A gay marriage supporter carries a sign at the 41st LGBT Pride parade in San Francisco
Newly released documents show the National Organization for Marriage aimed to create tension between the black and gay communities in order to prevent same-sex marriage. Reuters

Exodus International, one of the U.S.’s foremost "gay conversion therapy" groups, publicly announced Thursday it is closing up shop and quitting the gay conversion business, calling the practice “harmful.”

In an apology letter on the Exodus website, group leader Alan Chambers publicly apologized to the gay community, writing, “Our ministry has been public and therefore an acknowledgement of wrong must also be public.”

“It is strange to be someone who has both been hurt by the church’s treatment of the LGBT community, and also to be someone who must apologize for being part of the very system of ignorance that perpetuated that hurt,” Chambers continued. “Today it is as if I’ve just woken up to a greater sense of how painful it is to be a sinner in the hands of an angry church.”

ThinkProgress reported that the board of Exodus International “voted unanimously” to shut down conversion operations, and will instead switch to helping churches develop healthier relationships with the LGBT community.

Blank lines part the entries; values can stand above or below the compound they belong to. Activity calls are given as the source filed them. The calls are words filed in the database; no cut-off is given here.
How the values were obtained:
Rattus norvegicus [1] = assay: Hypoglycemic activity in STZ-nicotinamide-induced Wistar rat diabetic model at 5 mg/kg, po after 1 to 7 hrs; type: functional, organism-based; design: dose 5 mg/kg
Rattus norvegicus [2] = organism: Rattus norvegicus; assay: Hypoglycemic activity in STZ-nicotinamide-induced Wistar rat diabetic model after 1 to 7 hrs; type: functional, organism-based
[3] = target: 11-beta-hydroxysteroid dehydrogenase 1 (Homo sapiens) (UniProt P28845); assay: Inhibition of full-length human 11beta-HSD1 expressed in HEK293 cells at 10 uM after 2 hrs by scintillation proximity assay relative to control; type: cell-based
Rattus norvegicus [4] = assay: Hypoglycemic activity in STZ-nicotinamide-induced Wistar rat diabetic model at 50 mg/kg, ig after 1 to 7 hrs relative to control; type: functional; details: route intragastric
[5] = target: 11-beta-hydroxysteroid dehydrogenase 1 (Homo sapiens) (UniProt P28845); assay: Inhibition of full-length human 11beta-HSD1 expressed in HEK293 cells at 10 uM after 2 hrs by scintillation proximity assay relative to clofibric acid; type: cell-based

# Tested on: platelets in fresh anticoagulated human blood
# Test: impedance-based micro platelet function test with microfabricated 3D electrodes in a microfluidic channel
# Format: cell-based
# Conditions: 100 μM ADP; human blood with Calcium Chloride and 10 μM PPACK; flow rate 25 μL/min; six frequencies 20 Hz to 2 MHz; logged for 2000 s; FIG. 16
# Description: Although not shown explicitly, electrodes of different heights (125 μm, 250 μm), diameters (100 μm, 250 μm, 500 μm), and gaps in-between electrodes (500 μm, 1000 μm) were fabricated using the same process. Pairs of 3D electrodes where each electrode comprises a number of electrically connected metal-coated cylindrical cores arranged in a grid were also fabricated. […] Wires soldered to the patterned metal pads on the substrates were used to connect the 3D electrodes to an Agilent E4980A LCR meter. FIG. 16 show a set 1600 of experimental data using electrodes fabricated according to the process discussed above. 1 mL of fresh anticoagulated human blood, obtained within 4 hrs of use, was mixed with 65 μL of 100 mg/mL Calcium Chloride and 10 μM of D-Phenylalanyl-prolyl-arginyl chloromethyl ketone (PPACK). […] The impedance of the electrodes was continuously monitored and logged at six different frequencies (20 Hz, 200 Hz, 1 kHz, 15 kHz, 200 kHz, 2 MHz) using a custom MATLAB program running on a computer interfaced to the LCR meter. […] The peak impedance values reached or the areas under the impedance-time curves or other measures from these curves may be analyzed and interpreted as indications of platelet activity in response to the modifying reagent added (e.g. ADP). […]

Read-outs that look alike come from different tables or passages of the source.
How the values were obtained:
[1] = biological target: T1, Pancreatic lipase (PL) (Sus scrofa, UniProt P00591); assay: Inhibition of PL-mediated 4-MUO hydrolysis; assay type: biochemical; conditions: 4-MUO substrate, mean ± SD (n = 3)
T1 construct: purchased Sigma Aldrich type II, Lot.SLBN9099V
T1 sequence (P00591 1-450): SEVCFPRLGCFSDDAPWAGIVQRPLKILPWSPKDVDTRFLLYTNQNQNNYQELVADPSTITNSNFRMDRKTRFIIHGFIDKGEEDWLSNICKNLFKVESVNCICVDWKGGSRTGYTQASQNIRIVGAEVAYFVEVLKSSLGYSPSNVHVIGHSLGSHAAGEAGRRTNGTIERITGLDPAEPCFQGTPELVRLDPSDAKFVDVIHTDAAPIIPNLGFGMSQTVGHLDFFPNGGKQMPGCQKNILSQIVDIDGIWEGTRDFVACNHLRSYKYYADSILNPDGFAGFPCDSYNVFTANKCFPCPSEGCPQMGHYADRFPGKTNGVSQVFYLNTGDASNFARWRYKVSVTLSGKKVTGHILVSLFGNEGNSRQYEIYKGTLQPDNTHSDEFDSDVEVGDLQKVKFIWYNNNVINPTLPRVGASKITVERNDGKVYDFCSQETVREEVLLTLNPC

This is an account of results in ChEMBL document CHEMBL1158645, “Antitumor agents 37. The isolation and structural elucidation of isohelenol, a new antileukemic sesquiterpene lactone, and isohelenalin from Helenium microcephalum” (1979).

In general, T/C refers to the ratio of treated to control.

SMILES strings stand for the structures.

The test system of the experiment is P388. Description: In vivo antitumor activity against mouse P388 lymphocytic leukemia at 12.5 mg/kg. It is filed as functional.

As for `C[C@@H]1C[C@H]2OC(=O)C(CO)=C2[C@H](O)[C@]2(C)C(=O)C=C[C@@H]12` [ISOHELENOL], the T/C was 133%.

On its website, Exodus said it had been in gay conversion therapy trade for “over three decades.” Chambers wrote that the process that led to the decision to close up shop began three years ago when Exodus International was featured on the Oprah Winfrey Network as part of a show called “Gods and Gays,” and Chambers wrote that he and his wife Leslie hoped to “keep having honest discussions in the hopes of arriving to a place of peace.”

Exodus International announced their closure on the same day the nation awaited a decision from the U.S. Supreme Court on California’s Proposition 8 and the Defense of Marriage Act. No decision was forthcoming.

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